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Sona blinked and peered up at what she had to assume, among the craggy planes and cracks, was Malphite's face. There were two bright spots she took for eyes there, at least. Malphite, realising that she had to crane her neck at an uncomfortable angle to look at him, obligingly eased himself to the floor. Even though he was careful, it still sounded like a rockslide. Sona did her best not to grimace and waited until the scrapes and rumbles settled to pluck an inquisitive note on her etwahl as she looked questioningly at him again.

"Play," he said again in that almost subsonic voice. It made the etwahl's strings vibrate softly. "…Please?"

A musician most of her life, Sona knew tone and pitch and inflection better than many speaking persons. Malphite's simple, direct words made the notes even clearer: he sounded wistful, hesitant. She supposed he thought she'd refuse him. She smiled softly; she had no idea what he wanted to hear, but she thought she knew what he needed to hear. Gently, she began a slow piece, all legato and lingering major chords, a variation on one of her favourite lullabies. She played and Malphite sat, listening, the stone of his body thrumming faintly in tune with the music. His deeply lined, fierce face seemed to smooth; his shoulders slumped, the spires jutting from them rounding off somewhat.

It wasn't quite home. Malphite had come to accept that he was now part of Runeterra, unique and lonely, but for the moment – for the brief space of a song or two – he found resonance again, and Sona found a fan who spoke her language.

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Something about the sound of the crows wheeling in their circles, screeching into the darkness that descended on the field as Nocturne ran Rengar down, was almost… musical this time. Fiddlesticks laughed while the bodies dropped around him, pecked and torn, faces frozen in a rictus of terror. He and Nocturne were allowed out together so rarely he'd almost forgotten what fun it was.

Even if he didn't clatter and scrape as he walked, dry wood rasping over burlap, he'd never have heard Nocturne glide up behind him. The blades that encircled him instilled no fear; he had neither mind nor soul for Nocturne to plunder, and no blood to wet the steel. He just leered as Nocturne slid over his shoulder, as heavy and insubstantial as fog.

"Just one left," the wraith purred at him.

"For now," Fiddlesticks snickered. Nocturne pressed him hard for a kiss, shadows dimming the eldritch glow, turning his burlap cold and damp. Then Nocturne was gone, vanished into the woods, leaving a pleasant numbness about the scarecrow's mouth.

A proper thank you was in order, Fiddlesticks decided, and heard his summoner swallow anxiously.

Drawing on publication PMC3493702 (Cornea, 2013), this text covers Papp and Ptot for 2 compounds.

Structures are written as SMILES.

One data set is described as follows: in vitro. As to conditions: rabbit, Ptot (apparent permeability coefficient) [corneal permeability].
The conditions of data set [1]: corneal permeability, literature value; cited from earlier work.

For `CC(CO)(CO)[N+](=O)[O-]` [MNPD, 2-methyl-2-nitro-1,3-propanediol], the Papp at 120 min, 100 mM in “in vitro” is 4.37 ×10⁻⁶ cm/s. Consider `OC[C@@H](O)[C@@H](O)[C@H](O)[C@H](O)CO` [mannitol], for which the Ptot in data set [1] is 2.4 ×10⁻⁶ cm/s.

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Darius came down on Pantheon's shield and sundered it with a sound like a thunderclap. Pantheon buckled and fell, dead, while Draven limped to his feet, chuckling. He patted his brother gratefully on the shoulder, then chugged a potion and went back to slaughtering minions.

The rest of the match went in much the same fashion, with the enemy team hounding Draven simply to draw out Darius. It worked every time, but rarely did they get the results they wanted, as Darius amassed kill after kill to make them pay for their troubles. He left the fields in a quiet fury, hands clenched at his sides so tightly his knuckles popped, and spent the entire lonely trip home that way. Draven was staying the night in Piltover to celebrate with their teammates. It never seemed to bother Draven as much.

Luxanna was there when Darius arrived, however. He stopped in the doorway, surprised to see her. She had her own duties to attend, after all, and he'd expected her to be away for the night.

"I saw the match," she said and gently took his hand in both of hers. "Come on. Let's get you cleaned up." He let himself be led inside, stripped, bathed. Nothing eased his headache, though he finally remembered how to smile over dinner. They settled in to watch a concert broadcast; Sona was playing at Ionia. Darius had tickets. He'd given them to Luxanna since he had no use for them and Sona was her friend, but he'd have lied to say he wasn't happier to have her here with him instead. He sighed, tired, and let Luxanna arrange him with his shoulders resting against her stomach. She sighed in turn; he was always like this after matches where his fear for Draven ran wild. She'd never seen the opposing team play on it so persistently before. Perhaps they'd caught on.

Darius worried too much sometimes, she thought, and pressed her nose into his hair and kissed the nape of his neck. He sighed again, deeper this time, and the tension at last began draining from his shoulders. Luxanna smiled into his skin and did it again.